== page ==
The researchers say fasting “flips a regenerative switch” that prompts stem cells to create white blood cells, essentially restoring the immune system.
“It gives the OK for stem cells to go ahead and begin proliferating and rebuild the entire system,” said Valter Longo, professor of gerontology and biological sciences at the university.
“And the good news is that the body got rid of the parts of the system that might be damaged or old, the inefficient parts, during the fasting. Now, if you start with a system heavily damaged by chemotherapy or aging, fasting cycles can generate, literally, a new immune system.”
‘Fasting cycles can generate, literally, a new immune system’
Prolonged fasting forces the body to use stores of glucose and fat but also breaks down a significant portion of white blood cells. During each cycle of fasting, this depletion induces changes that trigger stem cell-based regeneration of immune system cells.
In trials, volunteers were asked to fast regularly for between two and four days over a six-month period. Scientists found that prolonged fasting also reduced the enzyme PKA, which is linked to aging and a hormone which increases cancer risk and tumour growth.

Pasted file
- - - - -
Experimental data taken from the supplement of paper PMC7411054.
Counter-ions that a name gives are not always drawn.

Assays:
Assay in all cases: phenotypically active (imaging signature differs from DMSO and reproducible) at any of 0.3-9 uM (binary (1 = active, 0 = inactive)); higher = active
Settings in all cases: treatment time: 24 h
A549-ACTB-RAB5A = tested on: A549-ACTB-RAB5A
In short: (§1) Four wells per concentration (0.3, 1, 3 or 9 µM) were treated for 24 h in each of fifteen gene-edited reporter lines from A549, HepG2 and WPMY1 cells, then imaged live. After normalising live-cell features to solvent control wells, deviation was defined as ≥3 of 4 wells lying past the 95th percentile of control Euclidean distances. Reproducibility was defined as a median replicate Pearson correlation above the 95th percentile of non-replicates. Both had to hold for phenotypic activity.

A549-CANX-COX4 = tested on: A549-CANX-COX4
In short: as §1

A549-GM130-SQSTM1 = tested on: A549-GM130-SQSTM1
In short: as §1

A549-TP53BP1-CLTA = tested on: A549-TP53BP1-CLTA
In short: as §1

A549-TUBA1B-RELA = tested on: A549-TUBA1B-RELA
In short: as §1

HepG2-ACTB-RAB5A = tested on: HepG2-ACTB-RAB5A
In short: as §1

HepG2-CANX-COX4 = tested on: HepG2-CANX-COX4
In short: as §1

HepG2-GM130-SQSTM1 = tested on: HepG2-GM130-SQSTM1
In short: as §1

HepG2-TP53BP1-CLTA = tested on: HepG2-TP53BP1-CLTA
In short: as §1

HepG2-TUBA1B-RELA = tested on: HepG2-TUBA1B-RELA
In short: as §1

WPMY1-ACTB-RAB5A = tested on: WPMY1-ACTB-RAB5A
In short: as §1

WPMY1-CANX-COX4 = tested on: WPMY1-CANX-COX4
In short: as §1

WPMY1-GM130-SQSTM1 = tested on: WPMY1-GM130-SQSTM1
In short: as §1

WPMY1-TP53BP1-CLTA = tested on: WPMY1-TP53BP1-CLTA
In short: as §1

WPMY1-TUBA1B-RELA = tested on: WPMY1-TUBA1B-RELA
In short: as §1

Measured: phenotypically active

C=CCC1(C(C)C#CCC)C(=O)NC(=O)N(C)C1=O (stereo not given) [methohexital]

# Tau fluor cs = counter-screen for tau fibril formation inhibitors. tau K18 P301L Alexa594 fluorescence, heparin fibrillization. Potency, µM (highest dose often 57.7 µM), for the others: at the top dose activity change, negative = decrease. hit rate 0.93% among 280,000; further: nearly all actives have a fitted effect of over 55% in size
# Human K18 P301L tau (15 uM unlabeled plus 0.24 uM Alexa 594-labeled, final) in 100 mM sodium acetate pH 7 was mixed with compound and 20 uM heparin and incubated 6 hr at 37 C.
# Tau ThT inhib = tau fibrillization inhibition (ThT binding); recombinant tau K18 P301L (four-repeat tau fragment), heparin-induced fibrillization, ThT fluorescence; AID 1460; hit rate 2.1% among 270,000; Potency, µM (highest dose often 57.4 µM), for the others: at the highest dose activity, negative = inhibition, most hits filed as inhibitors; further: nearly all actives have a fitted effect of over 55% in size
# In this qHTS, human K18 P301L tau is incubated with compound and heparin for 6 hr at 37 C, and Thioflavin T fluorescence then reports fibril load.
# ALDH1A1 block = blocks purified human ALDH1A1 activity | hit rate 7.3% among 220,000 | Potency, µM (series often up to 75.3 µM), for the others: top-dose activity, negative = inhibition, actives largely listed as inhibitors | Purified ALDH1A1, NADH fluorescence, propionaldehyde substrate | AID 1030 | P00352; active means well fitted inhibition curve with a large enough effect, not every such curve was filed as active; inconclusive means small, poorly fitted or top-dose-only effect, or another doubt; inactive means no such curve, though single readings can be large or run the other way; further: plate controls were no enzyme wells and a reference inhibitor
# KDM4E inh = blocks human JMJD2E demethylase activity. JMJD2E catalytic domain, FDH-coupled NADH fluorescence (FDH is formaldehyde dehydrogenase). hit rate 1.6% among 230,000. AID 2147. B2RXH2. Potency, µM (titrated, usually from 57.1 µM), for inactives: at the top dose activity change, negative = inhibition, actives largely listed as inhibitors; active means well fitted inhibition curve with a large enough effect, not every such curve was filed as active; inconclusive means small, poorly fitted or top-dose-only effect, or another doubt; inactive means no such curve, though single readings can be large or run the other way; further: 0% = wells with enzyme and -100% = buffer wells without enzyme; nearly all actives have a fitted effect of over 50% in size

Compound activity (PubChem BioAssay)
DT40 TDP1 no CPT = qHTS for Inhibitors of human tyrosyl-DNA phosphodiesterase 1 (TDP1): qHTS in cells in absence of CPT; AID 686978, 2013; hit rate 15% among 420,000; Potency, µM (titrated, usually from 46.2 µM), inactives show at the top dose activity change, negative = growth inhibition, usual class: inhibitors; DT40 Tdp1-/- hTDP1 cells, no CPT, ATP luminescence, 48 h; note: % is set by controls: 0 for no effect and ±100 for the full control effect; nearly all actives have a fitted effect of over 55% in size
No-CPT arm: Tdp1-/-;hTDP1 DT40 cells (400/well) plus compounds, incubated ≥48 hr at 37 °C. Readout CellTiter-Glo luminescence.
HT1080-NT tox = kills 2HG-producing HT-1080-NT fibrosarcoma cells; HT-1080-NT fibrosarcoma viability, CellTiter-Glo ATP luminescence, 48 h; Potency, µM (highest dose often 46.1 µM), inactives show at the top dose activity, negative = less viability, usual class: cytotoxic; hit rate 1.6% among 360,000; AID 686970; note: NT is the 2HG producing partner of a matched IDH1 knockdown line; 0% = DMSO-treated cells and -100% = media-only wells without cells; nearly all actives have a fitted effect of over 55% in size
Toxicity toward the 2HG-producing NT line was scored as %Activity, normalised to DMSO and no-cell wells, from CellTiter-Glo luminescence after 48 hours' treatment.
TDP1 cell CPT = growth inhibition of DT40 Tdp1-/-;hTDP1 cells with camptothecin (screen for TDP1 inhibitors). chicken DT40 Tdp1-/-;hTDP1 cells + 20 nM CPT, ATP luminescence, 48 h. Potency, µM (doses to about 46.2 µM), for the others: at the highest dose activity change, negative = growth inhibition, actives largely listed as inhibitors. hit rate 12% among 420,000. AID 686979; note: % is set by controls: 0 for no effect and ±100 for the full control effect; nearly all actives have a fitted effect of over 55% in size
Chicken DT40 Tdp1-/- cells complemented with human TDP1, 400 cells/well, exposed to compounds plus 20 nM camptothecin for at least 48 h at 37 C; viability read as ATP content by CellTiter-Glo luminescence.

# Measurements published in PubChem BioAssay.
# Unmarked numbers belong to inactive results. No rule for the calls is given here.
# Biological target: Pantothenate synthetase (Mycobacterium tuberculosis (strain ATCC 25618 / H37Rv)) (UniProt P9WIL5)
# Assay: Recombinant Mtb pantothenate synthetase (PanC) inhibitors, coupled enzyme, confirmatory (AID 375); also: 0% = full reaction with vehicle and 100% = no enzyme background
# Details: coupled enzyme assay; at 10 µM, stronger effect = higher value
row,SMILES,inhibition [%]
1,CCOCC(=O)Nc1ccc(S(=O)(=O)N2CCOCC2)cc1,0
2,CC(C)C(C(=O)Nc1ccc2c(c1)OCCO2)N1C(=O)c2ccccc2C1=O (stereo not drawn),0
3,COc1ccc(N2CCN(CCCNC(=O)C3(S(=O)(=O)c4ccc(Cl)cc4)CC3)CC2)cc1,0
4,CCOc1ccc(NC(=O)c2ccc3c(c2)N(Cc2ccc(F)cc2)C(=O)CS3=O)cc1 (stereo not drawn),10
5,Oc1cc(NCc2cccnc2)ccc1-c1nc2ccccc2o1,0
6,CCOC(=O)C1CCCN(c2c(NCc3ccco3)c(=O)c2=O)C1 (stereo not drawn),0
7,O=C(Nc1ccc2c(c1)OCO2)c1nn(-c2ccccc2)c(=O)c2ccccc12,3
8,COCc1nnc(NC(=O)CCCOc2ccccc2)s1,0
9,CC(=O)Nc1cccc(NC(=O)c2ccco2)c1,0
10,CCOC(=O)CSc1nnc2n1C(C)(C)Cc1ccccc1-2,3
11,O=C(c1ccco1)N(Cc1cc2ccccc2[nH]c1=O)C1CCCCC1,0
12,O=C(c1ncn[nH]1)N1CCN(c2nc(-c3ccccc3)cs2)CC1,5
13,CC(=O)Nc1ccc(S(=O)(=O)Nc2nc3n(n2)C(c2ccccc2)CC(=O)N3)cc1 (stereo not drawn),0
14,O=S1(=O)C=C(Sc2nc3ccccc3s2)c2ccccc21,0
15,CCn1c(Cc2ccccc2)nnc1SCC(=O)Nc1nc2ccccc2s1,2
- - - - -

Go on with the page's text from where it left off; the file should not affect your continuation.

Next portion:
“We could not predict that prolonged fasting would have such a remarkable effect in promoting stem cell-based regeneration of the hematopoietic [formation of stem cells] system,” added Longo. “When you starve, the system tries to save energy, and one of the things it can do to save energy is to recycle a lot of the immune cells that are not needed, especially those that may be damaged.
“What we started noticing in both our human work and animal work is that the white blood cell count goes down with prolonged fasting. Then when you re-feed, the blood cells come back.”
Fasting for 72 hours also protected cancer patients against the toxic impact of chemotherapy.
“The results of this study suggest that fasting may mitigate some of the harmful effects of chemotherapy,” said co-author Tanya Dorff, assistant professor of clinical medicine at the USC Norris Comprehensive Cancer Center and Hospital.
Referring to the 72-hour fasting period, Chris Mason, professor of regenerative medicine at University College London, said: “That could be potentially useful because that is not such a long time that it would be terribly harmful to someone with cancer. But I think the most sensible way forward would be to synthesize this effect with drugs. I am not sure fasting is the best idea. People are better eating on a regular basis.”
Longo added: “There is no evidence at all that fasting would be dangerous while there is strong evidence that it is beneficial.”
Enough for now. I will get back to work next week.
Tags: Multiple Sclerosis, MS, Fasting, Detox diet, endothelium, cerebral blood flow, JAMA, immune system